Cindy Taylor

Well, I will be honest, it's a little of those, but we look at mix primarily and we have a broad range of products, some -- a lot of what we do is on percentage of completion and, therefore, you get that moving, if you will, of margins. Other things are delivered when booked when shipped and we have some booked when shipped products that we are targeting for delivery in the third quarter that move that our average margin down just a little bit. Obviously, nothing negative whatsoever it is just a mix oriented issue.

But to your latter comment, we've moved up significantly, and I am a realist, you are not going to always hit improving peak margins sequentially every quarter. We wish we could do that, its not reality. So I would like that kind of keep you in that long term margin guidance band not only for offshore products, but for accommodations. And then if we see a real sustain change of course will adjust that long term band.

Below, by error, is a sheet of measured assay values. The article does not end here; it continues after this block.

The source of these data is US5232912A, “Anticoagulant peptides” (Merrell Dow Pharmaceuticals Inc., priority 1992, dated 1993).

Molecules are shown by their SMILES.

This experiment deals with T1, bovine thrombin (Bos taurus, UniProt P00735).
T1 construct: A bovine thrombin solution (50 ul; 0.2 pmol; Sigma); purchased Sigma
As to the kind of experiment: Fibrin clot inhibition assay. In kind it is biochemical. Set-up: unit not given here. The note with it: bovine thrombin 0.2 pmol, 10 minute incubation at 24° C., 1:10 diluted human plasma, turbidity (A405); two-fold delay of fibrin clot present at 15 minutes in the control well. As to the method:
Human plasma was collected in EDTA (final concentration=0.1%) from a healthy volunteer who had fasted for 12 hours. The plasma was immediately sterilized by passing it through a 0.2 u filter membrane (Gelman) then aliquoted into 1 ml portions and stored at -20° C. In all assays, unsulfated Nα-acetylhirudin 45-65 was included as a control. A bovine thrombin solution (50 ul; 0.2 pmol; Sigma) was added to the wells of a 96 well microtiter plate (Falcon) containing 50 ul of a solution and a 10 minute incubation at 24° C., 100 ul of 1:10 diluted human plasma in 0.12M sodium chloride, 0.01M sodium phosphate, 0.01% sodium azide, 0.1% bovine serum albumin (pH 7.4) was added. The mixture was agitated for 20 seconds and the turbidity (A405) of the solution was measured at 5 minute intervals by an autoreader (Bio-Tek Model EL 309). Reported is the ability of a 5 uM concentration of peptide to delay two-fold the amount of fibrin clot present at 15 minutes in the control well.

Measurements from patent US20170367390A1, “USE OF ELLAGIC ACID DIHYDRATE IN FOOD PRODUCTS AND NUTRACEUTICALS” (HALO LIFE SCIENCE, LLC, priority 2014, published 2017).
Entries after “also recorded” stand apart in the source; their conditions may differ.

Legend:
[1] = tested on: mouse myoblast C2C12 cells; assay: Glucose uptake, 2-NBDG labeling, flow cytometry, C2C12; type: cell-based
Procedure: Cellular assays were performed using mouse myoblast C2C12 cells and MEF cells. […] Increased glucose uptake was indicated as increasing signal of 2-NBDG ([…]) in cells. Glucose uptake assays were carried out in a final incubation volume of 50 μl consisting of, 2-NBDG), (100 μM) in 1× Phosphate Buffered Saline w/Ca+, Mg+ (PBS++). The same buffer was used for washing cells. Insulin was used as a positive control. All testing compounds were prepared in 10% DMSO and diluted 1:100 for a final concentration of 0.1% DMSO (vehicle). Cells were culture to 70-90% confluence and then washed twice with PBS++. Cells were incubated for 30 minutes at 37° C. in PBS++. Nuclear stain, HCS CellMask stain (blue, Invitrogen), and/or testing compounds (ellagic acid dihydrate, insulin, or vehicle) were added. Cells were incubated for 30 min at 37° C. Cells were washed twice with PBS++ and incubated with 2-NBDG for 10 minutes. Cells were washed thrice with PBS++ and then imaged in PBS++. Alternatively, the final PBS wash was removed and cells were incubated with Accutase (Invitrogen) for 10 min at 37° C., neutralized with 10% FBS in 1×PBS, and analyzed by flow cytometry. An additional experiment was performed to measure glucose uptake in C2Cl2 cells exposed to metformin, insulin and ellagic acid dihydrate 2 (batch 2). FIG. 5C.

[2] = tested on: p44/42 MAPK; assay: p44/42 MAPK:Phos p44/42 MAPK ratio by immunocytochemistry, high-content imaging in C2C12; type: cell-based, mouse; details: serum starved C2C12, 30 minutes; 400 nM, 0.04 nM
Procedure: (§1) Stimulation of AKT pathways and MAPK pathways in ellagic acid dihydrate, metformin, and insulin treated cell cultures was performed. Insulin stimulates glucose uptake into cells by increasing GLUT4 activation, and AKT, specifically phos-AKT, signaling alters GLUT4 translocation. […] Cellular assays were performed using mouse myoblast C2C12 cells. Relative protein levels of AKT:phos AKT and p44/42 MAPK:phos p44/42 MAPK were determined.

Stephen Gengaro - Sterne, Agee

But it sounds like the calorie content in the backlog though this secular deepwater trend (inaudible) is in general improvement?

Cindy Taylor

Yes, we remain very comfortable and confident in our backlog mix.

Stephen Gengaro - Sterne, Agee

Great. And then my second question is on the accommodation side, any updates on either your observed room count expectations and/or any of these projects which are sort of we have been hanging out there for a while?

Bradley Dodson

Sure it was, the most material contract we are working on it is imperial extension of (inaudible) that the notice for that not moving or remains September 30, 2012. As you recall that the initial contract ran from the end of the first quarter 2010 through the end of the first quarter of 2013. Those current conversations continues, nothing negative. We are just working through you know those discussions with the customer and ultimately we can be to be optimistic that we'll get that extension.